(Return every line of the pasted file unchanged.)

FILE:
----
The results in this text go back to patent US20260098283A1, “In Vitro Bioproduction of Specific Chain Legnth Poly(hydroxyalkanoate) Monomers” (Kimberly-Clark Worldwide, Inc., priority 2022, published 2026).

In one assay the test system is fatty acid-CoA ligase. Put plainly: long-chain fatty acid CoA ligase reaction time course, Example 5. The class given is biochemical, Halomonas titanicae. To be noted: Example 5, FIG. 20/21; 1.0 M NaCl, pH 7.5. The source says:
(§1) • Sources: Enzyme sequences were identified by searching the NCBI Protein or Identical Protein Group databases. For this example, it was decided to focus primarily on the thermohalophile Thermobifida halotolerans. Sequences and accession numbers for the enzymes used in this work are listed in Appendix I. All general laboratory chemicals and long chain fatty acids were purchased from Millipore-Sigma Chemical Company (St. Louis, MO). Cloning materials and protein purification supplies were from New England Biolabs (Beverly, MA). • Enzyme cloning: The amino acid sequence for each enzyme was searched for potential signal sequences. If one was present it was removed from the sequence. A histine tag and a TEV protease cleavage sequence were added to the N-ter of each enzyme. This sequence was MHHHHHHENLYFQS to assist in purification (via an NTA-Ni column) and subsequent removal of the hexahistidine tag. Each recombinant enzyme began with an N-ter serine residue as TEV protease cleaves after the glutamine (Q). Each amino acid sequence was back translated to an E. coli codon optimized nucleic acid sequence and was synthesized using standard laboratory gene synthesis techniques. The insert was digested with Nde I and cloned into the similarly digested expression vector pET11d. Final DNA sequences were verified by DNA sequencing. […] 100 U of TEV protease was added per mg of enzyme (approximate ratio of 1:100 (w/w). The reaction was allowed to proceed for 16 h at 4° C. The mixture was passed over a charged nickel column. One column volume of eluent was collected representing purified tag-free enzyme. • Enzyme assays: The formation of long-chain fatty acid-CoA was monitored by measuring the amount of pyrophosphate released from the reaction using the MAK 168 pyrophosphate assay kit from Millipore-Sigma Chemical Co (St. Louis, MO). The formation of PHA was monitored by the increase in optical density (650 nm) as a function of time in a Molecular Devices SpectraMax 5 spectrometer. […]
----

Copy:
The results in this text go back to patent US20260098283A1, “In Vitro Bioproduction of Specific Chain Legnth Poly(hydroxyalkanoate) Monomers” (Kimberly-Clark Worldwide, Inc., priority 2022, published 2026).

In one assay the test system is fatty acid-CoA ligase. Put plainly: long-chain fatty acid CoA ligase reaction time course, Example 5. The class given is biochemical, Halomonas titanicae. To be noted: Example 5, FIG. 20/21; 1.0 M NaCl, pH 7.5. The source says:
(§1) • Sources: Enzyme sequences were identified by searching the NCBI Protein or Identical Protein Group databases. For this example, it was decided to focus primarily on the thermohalophile Thermobifida halotolerans. Sequences and accession numbers for the enzymes used in this work are listed in Appendix I. All general laboratory chemicals and long chain fatty acids were purchased from Millipore-Sigma Chemical Company (St. Louis, MO). Cloning materials and protein purification supplies were from New England Biolabs (Beverly, MA). • Enzyme cloning: The amino acid sequence for each enzyme was searched for potential signal sequences. If one was present it was removed from the sequence. A histine tag and a TEV protease cleavage sequence were added to the N-ter of each enzyme. This sequence was MHHHHHHENLYFQS to assist in purification (via an NTA-Ni column) and subsequent removal of the hexahistidine tag. Each recombinant enzyme began with an N-ter serine residue as TEV protease cleaves after the glutamine (Q). Each amino acid sequence was back translated to an E. coli codon optimized nucleic acid sequence and was synthesized using standard laboratory gene synthesis techniques. The insert was digested with Nde I and cloned into the similarly digested expression vector pET11d. Final DNA sequences were verified by DNA sequencing. […] 100 U of TEV protease was added per mg of enzyme (approximate ratio of 1:100 (w/w). The reaction was allowed to proceed for 16 h at 4° C. The mixture was passed over a charged nickel column. One column volume of eluent was collected representing purified tag-free enzyme. • Enzyme assays: The formation of long-chain fatty acid-CoA was monitored by measuring the amount of pyrophosphate released from the reaction using the MAK 168 pyrophosphate assay kit from Millipore-Sigma Chemical Co (St. Louis, MO). The formation of PHA was monitored by the increase in optical density (650 nm) as a function of time in a Molecular Devices SpectraMax 5 spectrometer. […]